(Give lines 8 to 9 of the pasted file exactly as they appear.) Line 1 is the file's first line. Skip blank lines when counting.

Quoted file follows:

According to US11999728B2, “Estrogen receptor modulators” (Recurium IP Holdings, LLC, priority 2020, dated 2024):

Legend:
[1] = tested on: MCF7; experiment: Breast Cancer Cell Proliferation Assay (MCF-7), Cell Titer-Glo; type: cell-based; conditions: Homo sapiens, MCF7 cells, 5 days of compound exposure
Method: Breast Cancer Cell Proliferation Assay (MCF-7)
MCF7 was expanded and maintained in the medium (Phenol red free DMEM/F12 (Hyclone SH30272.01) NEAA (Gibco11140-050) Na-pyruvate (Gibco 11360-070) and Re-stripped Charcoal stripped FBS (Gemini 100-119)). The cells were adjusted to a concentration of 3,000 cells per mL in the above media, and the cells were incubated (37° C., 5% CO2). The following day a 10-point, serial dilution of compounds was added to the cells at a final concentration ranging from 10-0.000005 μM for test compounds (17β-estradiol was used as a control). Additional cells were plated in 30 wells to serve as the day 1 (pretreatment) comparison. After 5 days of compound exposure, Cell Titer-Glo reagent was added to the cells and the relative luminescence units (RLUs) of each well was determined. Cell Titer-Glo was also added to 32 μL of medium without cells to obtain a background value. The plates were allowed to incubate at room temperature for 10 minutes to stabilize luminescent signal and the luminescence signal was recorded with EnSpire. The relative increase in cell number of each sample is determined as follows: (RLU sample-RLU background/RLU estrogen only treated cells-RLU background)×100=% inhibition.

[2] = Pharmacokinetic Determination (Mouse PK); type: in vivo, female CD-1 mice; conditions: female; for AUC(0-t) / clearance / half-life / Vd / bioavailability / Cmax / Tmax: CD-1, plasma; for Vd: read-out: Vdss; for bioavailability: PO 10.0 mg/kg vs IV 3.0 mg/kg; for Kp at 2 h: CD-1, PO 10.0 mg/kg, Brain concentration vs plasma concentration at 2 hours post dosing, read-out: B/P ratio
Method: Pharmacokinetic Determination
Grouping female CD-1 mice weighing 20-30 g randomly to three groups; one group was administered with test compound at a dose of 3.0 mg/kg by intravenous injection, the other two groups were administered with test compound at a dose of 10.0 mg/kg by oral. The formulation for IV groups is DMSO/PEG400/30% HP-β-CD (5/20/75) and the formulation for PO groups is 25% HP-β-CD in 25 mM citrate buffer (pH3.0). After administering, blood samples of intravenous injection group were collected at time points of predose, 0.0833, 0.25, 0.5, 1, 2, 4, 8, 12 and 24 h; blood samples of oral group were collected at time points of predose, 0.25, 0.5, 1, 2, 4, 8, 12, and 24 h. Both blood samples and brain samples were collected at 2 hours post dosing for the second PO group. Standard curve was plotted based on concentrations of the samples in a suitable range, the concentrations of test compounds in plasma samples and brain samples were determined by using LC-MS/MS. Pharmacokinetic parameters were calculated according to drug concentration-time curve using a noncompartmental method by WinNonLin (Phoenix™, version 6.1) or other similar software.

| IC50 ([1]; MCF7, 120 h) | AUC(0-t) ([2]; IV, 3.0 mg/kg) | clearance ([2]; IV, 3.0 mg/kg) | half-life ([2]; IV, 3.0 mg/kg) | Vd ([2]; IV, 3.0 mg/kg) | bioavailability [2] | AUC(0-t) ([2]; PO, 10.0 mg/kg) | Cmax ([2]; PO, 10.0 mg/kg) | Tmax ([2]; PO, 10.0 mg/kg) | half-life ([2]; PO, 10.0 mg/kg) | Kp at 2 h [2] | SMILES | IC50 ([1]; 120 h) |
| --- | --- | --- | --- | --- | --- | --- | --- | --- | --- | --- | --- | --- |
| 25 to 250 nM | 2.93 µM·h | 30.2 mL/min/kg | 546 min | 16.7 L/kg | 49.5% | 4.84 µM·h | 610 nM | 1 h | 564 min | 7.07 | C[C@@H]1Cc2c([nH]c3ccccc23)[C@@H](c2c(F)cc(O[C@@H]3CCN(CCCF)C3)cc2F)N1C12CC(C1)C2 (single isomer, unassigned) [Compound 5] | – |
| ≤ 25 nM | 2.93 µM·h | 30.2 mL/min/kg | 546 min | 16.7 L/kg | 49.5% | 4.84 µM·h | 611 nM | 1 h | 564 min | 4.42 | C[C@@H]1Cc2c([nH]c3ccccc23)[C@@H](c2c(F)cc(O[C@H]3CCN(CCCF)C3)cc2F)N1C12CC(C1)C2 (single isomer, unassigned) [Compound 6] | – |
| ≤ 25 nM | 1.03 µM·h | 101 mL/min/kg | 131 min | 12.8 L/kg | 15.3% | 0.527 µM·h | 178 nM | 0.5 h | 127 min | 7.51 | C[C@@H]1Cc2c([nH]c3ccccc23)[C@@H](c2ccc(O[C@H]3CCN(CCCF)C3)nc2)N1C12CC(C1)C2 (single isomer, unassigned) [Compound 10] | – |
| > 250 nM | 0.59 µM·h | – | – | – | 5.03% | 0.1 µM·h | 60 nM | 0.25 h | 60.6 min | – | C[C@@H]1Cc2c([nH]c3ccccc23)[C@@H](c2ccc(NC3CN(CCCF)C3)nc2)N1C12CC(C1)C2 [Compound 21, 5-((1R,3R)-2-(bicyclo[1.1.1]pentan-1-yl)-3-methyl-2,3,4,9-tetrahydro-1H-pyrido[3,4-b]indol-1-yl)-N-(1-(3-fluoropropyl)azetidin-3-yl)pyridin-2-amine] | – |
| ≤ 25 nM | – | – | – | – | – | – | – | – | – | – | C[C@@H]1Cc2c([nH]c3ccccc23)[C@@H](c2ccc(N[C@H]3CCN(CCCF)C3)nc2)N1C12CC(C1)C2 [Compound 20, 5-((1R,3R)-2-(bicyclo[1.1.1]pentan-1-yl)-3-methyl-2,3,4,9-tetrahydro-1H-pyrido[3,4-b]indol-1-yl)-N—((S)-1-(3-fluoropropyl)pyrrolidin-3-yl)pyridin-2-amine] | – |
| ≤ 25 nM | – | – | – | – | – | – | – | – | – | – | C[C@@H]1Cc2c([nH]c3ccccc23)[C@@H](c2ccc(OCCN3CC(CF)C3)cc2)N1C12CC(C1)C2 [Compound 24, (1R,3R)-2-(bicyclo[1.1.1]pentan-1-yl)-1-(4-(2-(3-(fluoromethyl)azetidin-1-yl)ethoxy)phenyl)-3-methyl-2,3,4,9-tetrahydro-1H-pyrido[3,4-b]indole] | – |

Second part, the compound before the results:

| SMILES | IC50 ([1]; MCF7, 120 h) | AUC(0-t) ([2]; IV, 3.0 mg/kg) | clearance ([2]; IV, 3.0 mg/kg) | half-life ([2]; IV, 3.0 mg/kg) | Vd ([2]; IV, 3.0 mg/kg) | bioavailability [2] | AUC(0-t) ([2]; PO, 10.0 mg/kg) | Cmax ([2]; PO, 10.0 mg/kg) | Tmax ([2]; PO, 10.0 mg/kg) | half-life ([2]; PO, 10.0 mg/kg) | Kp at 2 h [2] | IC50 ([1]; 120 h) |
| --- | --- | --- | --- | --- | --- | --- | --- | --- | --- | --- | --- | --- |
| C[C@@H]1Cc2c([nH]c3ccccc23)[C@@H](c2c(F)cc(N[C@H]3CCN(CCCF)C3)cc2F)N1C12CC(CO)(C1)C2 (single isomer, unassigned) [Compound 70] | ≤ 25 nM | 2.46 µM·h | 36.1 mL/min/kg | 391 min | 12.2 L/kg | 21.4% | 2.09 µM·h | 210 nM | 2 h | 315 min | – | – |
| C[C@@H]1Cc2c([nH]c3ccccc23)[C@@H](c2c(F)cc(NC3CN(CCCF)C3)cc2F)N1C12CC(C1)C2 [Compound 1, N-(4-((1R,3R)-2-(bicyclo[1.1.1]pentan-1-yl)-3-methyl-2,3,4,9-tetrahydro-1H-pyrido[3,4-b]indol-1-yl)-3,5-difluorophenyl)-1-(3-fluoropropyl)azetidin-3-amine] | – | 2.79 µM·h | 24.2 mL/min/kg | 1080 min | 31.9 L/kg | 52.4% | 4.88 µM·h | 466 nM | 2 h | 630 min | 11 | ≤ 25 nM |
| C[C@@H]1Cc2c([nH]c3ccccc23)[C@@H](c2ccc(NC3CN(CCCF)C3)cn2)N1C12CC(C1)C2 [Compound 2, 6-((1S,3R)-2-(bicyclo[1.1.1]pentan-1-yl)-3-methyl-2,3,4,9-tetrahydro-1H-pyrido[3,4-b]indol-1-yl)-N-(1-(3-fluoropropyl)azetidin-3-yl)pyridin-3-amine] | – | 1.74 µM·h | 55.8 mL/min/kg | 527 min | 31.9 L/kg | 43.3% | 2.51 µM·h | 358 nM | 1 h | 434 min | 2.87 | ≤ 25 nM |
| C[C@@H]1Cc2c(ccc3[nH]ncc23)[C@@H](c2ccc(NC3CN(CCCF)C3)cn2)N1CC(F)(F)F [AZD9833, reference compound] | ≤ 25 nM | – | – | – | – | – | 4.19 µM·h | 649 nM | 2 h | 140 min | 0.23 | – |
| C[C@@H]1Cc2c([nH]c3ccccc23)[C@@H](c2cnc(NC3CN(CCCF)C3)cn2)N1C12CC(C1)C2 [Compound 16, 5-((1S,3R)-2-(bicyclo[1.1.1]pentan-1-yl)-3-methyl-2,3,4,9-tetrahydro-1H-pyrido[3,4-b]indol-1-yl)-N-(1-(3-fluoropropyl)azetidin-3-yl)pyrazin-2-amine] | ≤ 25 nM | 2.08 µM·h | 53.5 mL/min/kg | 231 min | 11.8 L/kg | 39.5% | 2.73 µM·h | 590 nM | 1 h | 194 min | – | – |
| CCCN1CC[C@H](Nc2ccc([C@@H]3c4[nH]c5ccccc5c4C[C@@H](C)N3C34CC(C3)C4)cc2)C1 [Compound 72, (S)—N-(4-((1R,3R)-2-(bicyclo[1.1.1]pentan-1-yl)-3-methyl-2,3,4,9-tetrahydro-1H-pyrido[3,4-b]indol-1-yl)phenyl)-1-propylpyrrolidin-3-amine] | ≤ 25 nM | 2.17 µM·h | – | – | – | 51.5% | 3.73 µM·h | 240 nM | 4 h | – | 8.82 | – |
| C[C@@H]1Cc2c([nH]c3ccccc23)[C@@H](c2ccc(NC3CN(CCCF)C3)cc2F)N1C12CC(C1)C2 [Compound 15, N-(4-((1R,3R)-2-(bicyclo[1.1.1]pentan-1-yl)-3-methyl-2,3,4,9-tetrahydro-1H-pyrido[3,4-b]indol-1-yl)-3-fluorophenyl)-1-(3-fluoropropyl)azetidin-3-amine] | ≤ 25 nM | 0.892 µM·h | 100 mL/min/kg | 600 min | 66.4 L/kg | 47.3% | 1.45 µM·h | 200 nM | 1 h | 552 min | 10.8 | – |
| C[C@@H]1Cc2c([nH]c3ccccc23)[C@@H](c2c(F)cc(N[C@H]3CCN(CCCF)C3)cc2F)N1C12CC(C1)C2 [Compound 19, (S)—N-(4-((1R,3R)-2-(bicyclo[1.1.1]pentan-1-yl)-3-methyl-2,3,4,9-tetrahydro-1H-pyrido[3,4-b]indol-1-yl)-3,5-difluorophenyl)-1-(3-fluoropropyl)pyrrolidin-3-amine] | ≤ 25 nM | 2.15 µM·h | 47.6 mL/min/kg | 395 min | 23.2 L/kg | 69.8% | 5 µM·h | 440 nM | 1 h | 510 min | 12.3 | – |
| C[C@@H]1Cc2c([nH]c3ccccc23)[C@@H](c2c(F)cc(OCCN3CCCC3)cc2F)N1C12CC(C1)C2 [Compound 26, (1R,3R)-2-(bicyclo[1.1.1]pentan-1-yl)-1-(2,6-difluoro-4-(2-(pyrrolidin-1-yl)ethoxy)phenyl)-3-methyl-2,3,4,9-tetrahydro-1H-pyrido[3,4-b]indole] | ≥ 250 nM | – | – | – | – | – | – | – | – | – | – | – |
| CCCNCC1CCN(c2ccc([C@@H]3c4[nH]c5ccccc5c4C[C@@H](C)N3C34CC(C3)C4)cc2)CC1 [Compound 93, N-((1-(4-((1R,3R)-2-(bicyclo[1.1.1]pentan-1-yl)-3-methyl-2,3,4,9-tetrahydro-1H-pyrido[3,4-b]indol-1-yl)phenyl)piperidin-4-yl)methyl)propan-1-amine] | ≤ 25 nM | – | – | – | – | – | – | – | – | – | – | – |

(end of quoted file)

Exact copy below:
Grouping female CD-1 mice weighing 20-30 g randomly to three groups; one group was administered with test compound at a dose of 3.0 mg/kg by intravenous injection, the other two groups were administered with test compound at a dose of 10.0 mg/kg by oral. The formulation for IV groups is DMSO/PEG400/30% HP-β-CD (5/20/75) and the formulation for PO groups is 25% HP-β-CD in 25 mM citrate buffer (pH3.0). After administering, blood samples of intravenous injection group were collected at time points of predose, 0.0833, 0.25, 0.5, 1, 2, 4, 8, 12 and 24 h; blood samples of oral group were collected at time points of predose, 0.25, 0.5, 1, 2, 4, 8, 12, and 24 h. Both blood samples and brain samples were collected at 2 hours post dosing for the second PO group. Standard curve was plotted based on concentrations of the samples in a suitable range, the concentrations of test compounds in plasma samples and brain samples were determined by using LC-MS/MS. Pharmacokinetic parameters were calculated according to drug concentration-time curve using a noncompartmental method by WinNonLin (Phoenix™, version 6.1) or other similar software.

| IC50 ([1]; MCF7, 120 h) | AUC(0-t) ([2]; IV, 3.0 mg/kg) | clearance ([2]; IV, 3.0 mg/kg) | half-life ([2]; IV, 3.0 mg/kg) | Vd ([2]; IV, 3.0 mg/kg) | bioavailability [2] | AUC(0-t) ([2]; PO, 10.0 mg/kg) | Cmax ([2]; PO, 10.0 mg/kg) | Tmax ([2]; PO, 10.0 mg/kg) | half-life ([2]; PO, 10.0 mg/kg) | Kp at 2 h [2] | SMILES | IC50 ([1]; 120 h) |